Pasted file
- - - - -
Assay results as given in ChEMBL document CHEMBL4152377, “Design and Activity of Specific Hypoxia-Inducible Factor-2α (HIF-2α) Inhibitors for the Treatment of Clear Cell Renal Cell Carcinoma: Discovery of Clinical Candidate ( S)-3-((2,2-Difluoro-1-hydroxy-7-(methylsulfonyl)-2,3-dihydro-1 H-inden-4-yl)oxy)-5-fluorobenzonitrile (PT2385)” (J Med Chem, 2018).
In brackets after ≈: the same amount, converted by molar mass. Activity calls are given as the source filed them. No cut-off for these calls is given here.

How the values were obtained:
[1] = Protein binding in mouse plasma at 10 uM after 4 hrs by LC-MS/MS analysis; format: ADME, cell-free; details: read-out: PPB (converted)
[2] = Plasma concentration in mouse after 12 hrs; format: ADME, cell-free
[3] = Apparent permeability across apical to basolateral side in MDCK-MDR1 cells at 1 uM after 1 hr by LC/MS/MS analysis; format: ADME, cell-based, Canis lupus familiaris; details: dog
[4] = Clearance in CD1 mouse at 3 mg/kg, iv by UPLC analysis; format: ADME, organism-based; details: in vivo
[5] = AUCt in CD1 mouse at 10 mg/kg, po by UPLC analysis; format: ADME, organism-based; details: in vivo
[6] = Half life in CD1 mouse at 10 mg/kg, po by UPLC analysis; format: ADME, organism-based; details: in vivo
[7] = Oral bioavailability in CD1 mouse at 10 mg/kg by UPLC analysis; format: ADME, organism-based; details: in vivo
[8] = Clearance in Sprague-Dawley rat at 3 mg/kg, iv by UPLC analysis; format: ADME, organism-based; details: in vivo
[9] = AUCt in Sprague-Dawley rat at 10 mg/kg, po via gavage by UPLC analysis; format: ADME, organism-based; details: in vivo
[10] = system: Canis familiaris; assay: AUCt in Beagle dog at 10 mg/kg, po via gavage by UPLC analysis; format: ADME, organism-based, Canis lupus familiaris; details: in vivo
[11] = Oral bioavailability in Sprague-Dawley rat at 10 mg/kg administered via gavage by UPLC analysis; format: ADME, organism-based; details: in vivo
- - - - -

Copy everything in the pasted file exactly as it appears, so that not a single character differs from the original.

Assay results as given in ChEMBL document CHEMBL4152377, “Design and Activity of Specific Hypoxia-Inducible Factor-2α (HIF-2α) Inhibitors for the Treatment of Clear Cell Renal Cell Carcinoma: Discovery of Clinical Candidate ( S)-3-((2,2-Difluoro-1-hydroxy-7-(methylsulfonyl)-2,3-dihydro-1 H-inden-4-yl)oxy)-5-fluorobenzonitrile (PT2385)” (J Med Chem, 2018).
In brackets after ≈: the same amount, converted by molar mass. Activity calls are given as the source filed them. No cut-off for these calls is given here.

How the values were obtained:
[1] = Protein binding in mouse plasma at 10 uM after 4 hrs by LC-MS/MS analysis; format: ADME, cell-free; details: read-out: PPB (converted)
[2] = Plasma concentration in mouse after 12 hrs; format: ADME, cell-free
[3] = Apparent permeability across apical to basolateral side in MDCK-MDR1 cells at 1 uM after 1 hr by LC/MS/MS analysis; format: ADME, cell-based, Canis lupus familiaris; details: dog
[4] = Clearance in CD1 mouse at 3 mg/kg, iv by UPLC analysis; format: ADME, organism-based; details: in vivo
[5] = AUCt in CD1 mouse at 10 mg/kg, po by UPLC analysis; format: ADME, organism-based; details: in vivo
[6] = Half life in CD1 mouse at 10 mg/kg, po by UPLC analysis; format: ADME, organism-based; details: in vivo
[7] = Oral bioavailability in CD1 mouse at 10 mg/kg by UPLC analysis; format: ADME, organism-based; details: in vivo
[8] = Clearance in Sprague-Dawley rat at 3 mg/kg, iv by UPLC analysis; format: ADME, organism-based; details: in vivo
[9] = AUCt in Sprague-Dawley rat at 10 mg/kg, po via gavage by UPLC analysis; format: ADME, organism-based; details: in vivo
[10] = system: Canis familiaris; assay: AUCt in Beagle dog at 10 mg/kg, po via gavage by UPLC analysis; format: ADME, organism-based, Canis lupus familiaris; details: in vivo
[11] = Oral bioavailability in Sprague-Dawley rat at 10 mg/kg administered via gavage by UPLC analysis; format: ADME, organism-based; details: in vivo